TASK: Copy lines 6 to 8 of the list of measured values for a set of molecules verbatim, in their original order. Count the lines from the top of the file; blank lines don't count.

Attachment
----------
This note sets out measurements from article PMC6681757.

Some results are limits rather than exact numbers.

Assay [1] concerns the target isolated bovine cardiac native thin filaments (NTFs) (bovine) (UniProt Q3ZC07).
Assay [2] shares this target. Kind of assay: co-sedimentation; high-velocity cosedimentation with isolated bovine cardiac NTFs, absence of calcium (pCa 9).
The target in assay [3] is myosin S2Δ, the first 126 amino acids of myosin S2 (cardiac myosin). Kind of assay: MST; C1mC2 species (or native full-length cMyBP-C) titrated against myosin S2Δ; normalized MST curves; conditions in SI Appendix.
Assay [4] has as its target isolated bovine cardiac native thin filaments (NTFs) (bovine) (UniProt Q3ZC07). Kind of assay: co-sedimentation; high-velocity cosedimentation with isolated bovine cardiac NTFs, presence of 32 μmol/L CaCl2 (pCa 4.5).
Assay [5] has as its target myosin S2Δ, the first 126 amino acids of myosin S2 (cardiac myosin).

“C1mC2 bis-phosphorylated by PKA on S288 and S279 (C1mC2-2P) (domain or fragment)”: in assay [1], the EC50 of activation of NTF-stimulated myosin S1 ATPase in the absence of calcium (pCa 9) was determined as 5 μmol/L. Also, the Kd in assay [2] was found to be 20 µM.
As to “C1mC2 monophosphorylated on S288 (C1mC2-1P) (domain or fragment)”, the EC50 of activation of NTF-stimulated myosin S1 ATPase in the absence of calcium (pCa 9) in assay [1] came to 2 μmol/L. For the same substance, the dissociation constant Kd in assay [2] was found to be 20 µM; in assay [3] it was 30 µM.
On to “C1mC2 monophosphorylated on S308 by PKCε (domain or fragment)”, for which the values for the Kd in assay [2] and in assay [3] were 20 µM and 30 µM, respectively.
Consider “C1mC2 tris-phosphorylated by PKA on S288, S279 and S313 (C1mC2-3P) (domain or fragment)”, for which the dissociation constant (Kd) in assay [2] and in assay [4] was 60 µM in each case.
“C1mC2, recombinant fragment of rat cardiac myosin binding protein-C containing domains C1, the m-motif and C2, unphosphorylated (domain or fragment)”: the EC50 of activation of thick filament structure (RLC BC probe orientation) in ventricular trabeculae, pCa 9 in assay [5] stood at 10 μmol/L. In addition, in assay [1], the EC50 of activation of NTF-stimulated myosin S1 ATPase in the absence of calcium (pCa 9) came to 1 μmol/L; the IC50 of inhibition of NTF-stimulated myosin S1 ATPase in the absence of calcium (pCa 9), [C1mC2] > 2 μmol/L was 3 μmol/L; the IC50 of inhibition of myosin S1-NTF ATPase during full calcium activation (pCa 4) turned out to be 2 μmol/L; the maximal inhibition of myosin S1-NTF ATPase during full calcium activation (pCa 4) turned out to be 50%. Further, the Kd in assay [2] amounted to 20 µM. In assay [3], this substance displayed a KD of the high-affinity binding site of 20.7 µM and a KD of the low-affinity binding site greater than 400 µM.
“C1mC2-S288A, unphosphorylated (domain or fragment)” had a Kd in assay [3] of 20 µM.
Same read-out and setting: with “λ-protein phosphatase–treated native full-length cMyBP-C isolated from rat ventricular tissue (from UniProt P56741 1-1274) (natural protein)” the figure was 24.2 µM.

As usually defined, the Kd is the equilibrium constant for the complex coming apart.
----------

Assay [4] has as its target isolated bovine cardiac native thin filaments (NTFs) (bovine) (UniProt Q3ZC07). Kind of assay: co-sedimentation; high-velocity cosedimentation with isolated bovine cardiac NTFs, presence of 32 μmol/L CaCl2 (pCa 4.5).
Assay [5] has as its target myosin S2Δ, the first 126 amino acids of myosin S2 (cardiac myosin).

“C1mC2 bis-phosphorylated by PKA on S288 and S279 (C1mC2-2P) (domain or fragment)”: in assay [1], the EC50 of activation of NTF-stimulated myosin S1 ATPase in the absence of calcium (pCa 9) was determined as 5 μmol/L. Also, the Kd in assay [2] was found to be 20 µM.